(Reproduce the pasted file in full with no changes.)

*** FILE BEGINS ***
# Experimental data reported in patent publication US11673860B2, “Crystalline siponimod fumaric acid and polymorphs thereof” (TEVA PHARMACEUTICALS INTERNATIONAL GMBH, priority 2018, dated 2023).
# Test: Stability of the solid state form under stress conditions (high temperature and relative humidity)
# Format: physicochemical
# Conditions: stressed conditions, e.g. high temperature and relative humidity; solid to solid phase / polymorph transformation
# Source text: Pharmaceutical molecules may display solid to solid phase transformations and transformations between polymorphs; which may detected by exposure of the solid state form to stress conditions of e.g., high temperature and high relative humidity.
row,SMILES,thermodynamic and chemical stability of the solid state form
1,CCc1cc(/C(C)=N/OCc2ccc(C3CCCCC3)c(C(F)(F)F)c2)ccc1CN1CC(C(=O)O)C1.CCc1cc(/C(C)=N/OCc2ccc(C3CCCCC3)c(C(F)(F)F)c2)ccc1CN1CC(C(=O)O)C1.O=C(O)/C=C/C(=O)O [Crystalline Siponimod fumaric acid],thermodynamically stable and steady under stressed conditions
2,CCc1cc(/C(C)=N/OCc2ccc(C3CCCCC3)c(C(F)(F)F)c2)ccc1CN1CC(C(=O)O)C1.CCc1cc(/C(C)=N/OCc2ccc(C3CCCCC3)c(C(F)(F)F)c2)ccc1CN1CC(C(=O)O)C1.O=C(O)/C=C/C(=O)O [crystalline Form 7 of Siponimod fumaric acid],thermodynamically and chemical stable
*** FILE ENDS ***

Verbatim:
# Experimental data reported in patent publication US11673860B2, “Crystalline siponimod fumaric acid and polymorphs thereof” (TEVA PHARMACEUTICALS INTERNATIONAL GMBH, priority 2018, dated 2023).
# Test: Stability of the solid state form under stress conditions (high temperature and relative humidity)
# Format: physicochemical
# Conditions: stressed conditions, e.g. high temperature and relative humidity; solid to solid phase / polymorph transformation
# Source text: Pharmaceutical molecules may display solid to solid phase transformations and transformations between polymorphs; which may detected by exposure of the solid state form to stress conditions of e.g., high temperature and high relative humidity.
row,SMILES,thermodynamic and chemical stability of the solid state form
1,CCc1cc(/C(C)=N/OCc2ccc(C3CCCCC3)c(C(F)(F)F)c2)ccc1CN1CC(C(=O)O)C1.CCc1cc(/C(C)=N/OCc2ccc(C3CCCCC3)c(C(F)(F)F)c2)ccc1CN1CC(C(=O)O)C1.O=C(O)/C=C/C(=O)O [Crystalline Siponimod fumaric acid],thermodynamically stable and steady under stressed conditions
2,CCc1cc(/C(C)=N/OCc2ccc(C3CCCCC3)c(C(F)(F)F)c2)ccc1CN1CC(C(=O)O)C1.CCc1cc(/C(C)=N/OCc2ccc(C3CCCCC3)c(C(F)(F)F)c2)ccc1CN1CC(C(=O)O)C1.O=C(O)/C=C/C(=O)O [crystalline Form 7 of Siponimod fumaric acid],thermodynamically and chemical stable